Wednesday, November 10, 2021

Conviction appeals and judicial differences - lack of unanimous appellate verdict in a final appeal

In most appeals against conviction the focus is, to use the broadest of non-technical descriptions, on errors and on the soundness of the verdict at trial. In such appeals, differences among judges can occur on each of these matters.

An illustration is Hofer v The Queen [2021] HCA 36 (10 November 2021).

On whether there had been a qualifying error, Kiefel CJ, Keane J, Gleeson J (jointly) and separately, Gordon J, held that there had been such an error. Gageler J, while agreeing with the plurality in dismissing the appeal, held that there had been no such qualifying error.

And on whether the verdict at trial had been sound, the plurality held that it was, but Gordon J held that it wasn’t, and Gageler J didn’t need to address this question.

The case is of wide interest to appellate buffs, partly because of Gageler J’s recognition that he was bound by an earlier decision of the High Court (Weiss v The Queen [2005] HCA 81, discussed critically ten times on this site so far - use the search box) even if he disagreed with it, because its correctness was not in issue in this case: [97], and partly because of his discussion of how Weiss reorientated the function of appellate courts in deciding this type of conviction appeals: [85].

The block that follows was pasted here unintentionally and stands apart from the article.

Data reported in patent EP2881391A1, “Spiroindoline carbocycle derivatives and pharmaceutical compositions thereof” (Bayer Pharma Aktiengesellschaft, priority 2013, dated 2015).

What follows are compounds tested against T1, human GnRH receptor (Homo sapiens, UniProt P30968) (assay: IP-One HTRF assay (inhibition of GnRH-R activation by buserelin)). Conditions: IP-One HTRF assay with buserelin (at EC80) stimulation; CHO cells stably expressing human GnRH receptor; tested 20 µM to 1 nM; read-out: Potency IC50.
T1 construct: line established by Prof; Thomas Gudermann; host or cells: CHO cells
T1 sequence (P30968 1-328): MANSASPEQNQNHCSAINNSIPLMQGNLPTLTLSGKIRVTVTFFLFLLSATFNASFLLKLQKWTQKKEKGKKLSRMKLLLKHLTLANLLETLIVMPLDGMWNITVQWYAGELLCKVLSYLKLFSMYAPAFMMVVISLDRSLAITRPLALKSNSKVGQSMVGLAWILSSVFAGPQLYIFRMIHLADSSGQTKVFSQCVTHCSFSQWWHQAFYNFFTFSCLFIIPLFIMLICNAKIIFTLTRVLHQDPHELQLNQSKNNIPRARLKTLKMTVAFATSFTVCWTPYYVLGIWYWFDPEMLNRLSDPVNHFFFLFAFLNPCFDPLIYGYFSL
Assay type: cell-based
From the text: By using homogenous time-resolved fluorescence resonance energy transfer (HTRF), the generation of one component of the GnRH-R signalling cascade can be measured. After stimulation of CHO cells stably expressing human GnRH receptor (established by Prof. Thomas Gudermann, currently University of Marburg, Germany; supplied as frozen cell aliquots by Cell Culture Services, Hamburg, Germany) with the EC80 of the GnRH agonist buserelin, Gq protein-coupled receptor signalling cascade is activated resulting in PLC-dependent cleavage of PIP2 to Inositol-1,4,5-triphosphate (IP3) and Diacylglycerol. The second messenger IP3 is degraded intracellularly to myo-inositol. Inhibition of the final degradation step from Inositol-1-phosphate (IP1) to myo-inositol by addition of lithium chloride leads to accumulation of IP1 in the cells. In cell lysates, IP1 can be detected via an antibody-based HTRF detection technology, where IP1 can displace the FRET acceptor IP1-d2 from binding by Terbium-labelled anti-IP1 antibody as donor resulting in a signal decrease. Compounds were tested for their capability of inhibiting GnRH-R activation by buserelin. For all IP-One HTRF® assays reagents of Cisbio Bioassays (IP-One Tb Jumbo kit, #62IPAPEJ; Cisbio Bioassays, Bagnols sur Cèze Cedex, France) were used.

If appellate judges find that an error at trial was significant, in the sense that it created a real chance (etc, [120]) that it affected the verdict, then the appeal judges must themselves reach their own verdict on the available record (and on such new evidence as may be admissible on appeal), unless for reasons usually relating to the issues at trial - such as assessments of witness credibility - it is impossible to do so.[1] The Supreme Court of New Zealand has given itself this function too, by means of what I think is a rather strained application of techniques of statutory interpretation. See my discussion here, on 1 July 2021.

The appellate verdict in Hofer was not unanimous. The majority verdict favoured the upholding of the conviction. As this verdict was not unanimous, should a retrial have been ordered? And, in any case where an appellate verdict unanimously favoured there being a reasonable doubt about the appellant's guilt, would it be appropriate to order a retrial, or should an acquittal be entered?

The plurality judgment in Hofer contains a helpful discussion of the implications of non-observance of the rule in Browne v Dunn in criminal cases: [29]-[37].


[1] Update: For illustration of circumstances where the Court considered it was inappropriate for it to reach a verdict, and instead ordered a retrial, see Orreal v The Queen [2021] HCA 44  (16 December 2021).